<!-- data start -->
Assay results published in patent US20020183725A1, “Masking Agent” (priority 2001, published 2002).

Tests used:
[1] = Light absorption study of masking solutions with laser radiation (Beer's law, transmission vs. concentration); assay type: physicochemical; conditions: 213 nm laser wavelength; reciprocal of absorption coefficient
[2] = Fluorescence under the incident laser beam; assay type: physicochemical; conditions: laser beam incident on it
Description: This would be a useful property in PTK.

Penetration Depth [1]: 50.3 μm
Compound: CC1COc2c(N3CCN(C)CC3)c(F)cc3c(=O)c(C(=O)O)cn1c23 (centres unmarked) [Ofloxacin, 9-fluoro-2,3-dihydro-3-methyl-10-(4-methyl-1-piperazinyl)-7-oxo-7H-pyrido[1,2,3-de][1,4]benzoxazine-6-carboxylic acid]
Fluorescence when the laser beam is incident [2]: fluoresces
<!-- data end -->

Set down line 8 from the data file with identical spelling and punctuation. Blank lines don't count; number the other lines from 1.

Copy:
Fluorescence when the laser beam is incident [2]: fluoresces